There are also still a lot of unvaccinated people out there. So wearing a mask is an easy way to protect yourself and those around you.
If you decide to no longer wear a mask when traveling, please be respectful of those who continue to wear them.
Individuals, organizations, and corporations are gathering humanitarian aid for the Ukrainian people fleeing the Russian invasion. Airlines are joining the effort and encouraging travelers to pitch in too.
United Airlines award bonus milies for donations
United Airlines MileagePlus members can donate cash or miles to the airline’s signature relief partners – Airlink, Americares, American Red Cross, and World Central Kitchen – by visiting united.com/UkraineSupport.
United will be matching the first five million miles donated and the first $100,000. To encourage donations, United is also awarding bonus miles to anyone who gives $50 or more.
Donate $50 – $99 and earn 250 bonus miles
Donate $100 – $249 and earn 500 bonus miles
Donate $250 or more and earn 1,000 bonus miles
“The human tragedy we are witnessing in Ukraine is horrifying and has shocked us all so we’re doing our part to quickly help get aid to the people who desperately need relief,” said United President Brett Hart. “Our partners have been on the ground for more than a week and it’s clear they need more resources to fulfill their mission of flying workers and supplies to and from the frontlines of this crisis.”
Throughout March, American Airlines funds collected online and on flights to and from international destinations and Hawaii by flight attendants through American’s partnership with UNICEF’s Change for Good program will go to support UNICEF and its humanitarian response in Ukraine.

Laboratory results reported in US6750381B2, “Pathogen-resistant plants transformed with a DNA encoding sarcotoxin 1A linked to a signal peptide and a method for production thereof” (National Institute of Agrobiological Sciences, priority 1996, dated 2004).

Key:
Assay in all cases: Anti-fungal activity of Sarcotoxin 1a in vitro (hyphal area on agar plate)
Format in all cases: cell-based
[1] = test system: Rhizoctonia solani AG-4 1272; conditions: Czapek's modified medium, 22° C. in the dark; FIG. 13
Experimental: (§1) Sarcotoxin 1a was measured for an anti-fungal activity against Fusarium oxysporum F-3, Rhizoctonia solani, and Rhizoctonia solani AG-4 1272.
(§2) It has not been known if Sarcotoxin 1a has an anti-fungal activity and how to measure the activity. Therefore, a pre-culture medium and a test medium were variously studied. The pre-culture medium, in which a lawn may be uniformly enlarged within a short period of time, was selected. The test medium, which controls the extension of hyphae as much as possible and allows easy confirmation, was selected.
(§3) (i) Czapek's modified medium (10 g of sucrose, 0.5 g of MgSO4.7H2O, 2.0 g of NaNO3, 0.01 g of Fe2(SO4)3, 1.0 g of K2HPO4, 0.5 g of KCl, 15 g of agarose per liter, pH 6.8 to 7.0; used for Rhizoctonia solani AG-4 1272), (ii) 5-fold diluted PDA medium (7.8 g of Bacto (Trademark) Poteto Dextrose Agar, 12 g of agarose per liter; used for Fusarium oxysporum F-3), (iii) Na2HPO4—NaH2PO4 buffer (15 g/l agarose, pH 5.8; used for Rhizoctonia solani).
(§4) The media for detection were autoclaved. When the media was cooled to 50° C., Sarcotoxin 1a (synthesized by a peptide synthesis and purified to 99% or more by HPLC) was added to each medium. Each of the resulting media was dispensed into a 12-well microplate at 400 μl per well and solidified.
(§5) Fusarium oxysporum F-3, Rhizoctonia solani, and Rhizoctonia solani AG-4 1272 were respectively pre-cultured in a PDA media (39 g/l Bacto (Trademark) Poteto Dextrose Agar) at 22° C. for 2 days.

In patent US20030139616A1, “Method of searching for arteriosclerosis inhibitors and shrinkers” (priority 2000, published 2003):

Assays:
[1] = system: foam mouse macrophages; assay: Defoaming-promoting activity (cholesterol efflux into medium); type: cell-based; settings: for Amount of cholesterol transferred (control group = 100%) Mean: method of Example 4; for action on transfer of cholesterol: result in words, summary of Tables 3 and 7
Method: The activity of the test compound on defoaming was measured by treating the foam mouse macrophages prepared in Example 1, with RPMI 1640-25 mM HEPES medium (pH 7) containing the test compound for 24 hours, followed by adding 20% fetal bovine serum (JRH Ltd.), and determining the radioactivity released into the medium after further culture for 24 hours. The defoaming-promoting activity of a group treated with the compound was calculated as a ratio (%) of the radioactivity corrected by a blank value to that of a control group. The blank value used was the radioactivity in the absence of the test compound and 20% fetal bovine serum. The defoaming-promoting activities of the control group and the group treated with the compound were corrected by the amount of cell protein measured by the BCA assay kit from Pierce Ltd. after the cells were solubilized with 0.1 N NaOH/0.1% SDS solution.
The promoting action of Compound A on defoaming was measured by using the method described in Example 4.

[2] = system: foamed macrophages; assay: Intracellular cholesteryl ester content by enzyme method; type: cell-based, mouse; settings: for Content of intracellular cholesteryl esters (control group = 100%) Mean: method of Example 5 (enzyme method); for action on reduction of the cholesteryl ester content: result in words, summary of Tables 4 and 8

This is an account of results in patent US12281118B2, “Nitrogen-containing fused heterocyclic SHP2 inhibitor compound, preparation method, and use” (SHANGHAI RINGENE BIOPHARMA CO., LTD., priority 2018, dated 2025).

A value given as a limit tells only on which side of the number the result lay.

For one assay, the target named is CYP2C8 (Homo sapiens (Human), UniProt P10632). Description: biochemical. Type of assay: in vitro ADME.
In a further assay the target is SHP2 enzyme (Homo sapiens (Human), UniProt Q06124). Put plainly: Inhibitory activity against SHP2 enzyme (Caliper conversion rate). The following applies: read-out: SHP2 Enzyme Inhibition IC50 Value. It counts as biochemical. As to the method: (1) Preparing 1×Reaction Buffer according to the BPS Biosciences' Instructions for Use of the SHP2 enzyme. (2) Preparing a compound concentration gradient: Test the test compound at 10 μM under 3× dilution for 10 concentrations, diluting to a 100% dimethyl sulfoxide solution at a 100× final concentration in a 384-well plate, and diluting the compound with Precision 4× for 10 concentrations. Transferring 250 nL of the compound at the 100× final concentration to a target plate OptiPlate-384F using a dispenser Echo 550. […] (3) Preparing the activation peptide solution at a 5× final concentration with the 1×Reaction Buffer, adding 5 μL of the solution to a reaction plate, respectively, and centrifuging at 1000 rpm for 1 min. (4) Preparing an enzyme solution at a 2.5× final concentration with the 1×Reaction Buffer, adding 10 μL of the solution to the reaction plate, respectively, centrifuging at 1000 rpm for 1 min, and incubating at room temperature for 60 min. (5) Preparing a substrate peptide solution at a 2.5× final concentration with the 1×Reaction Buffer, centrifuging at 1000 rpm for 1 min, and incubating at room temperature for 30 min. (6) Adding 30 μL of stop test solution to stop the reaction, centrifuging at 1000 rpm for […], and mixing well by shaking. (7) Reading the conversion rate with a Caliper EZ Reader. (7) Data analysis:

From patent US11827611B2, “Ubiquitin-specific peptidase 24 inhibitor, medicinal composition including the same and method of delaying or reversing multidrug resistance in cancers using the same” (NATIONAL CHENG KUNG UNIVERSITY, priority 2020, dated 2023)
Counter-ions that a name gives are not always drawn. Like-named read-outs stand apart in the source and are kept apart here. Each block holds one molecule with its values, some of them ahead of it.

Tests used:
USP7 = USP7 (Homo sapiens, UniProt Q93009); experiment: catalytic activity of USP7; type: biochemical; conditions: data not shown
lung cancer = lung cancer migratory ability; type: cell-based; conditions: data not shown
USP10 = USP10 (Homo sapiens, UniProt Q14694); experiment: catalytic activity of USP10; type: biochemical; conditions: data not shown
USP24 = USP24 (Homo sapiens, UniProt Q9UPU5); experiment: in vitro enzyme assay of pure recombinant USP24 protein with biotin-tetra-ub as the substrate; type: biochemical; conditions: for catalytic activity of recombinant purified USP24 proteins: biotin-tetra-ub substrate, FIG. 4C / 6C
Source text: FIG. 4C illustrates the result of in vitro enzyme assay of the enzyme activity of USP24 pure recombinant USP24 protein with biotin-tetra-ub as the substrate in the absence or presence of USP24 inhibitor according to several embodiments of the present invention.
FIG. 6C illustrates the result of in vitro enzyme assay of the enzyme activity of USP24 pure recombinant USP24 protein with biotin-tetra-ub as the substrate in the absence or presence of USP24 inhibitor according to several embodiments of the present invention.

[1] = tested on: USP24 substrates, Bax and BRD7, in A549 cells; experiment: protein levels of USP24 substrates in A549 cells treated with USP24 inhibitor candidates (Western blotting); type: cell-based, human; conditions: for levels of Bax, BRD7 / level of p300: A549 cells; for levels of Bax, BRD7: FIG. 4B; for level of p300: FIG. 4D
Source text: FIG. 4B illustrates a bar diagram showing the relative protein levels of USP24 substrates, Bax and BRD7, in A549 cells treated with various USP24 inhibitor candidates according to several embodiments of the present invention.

The carrier says the funds will help reach vulnerable children and families in Ukraine and provide assistance with basic services including water, sanitization, immunization, and health care, as well as schooling and learning support and emergency cash assistance for up to 7.5 million children.
“It is deeply troubling to see the humanitarian crisis unfolding as a result of the conflict in Ukraine,” said Brady Byrnes, Vice President of Flight Service for American. “Our purpose at American Airlines is to care for people on life’s journey and in order to truly fulfill that purpose, we must step up when it matters most.”
The UNICEF Change for Good program is an alliance between the UNICEF and the international airline industry to convert spare change donated by customers traveling on aircraft into critical services and supplies for vulnerable children around the world.
In addition, all AAdvantage miles donated to American’s Miles for Social Good program during March will be directed to Airlink to help transport physicians and relief workers to Eastern Europe to assist with humanitarian relief in Ukraine. Airlink is a global humanitarian organization delivering critical aid to communities in crisis by providing airlift and logistical solutions to nonprofit partners responding to disasters around the world.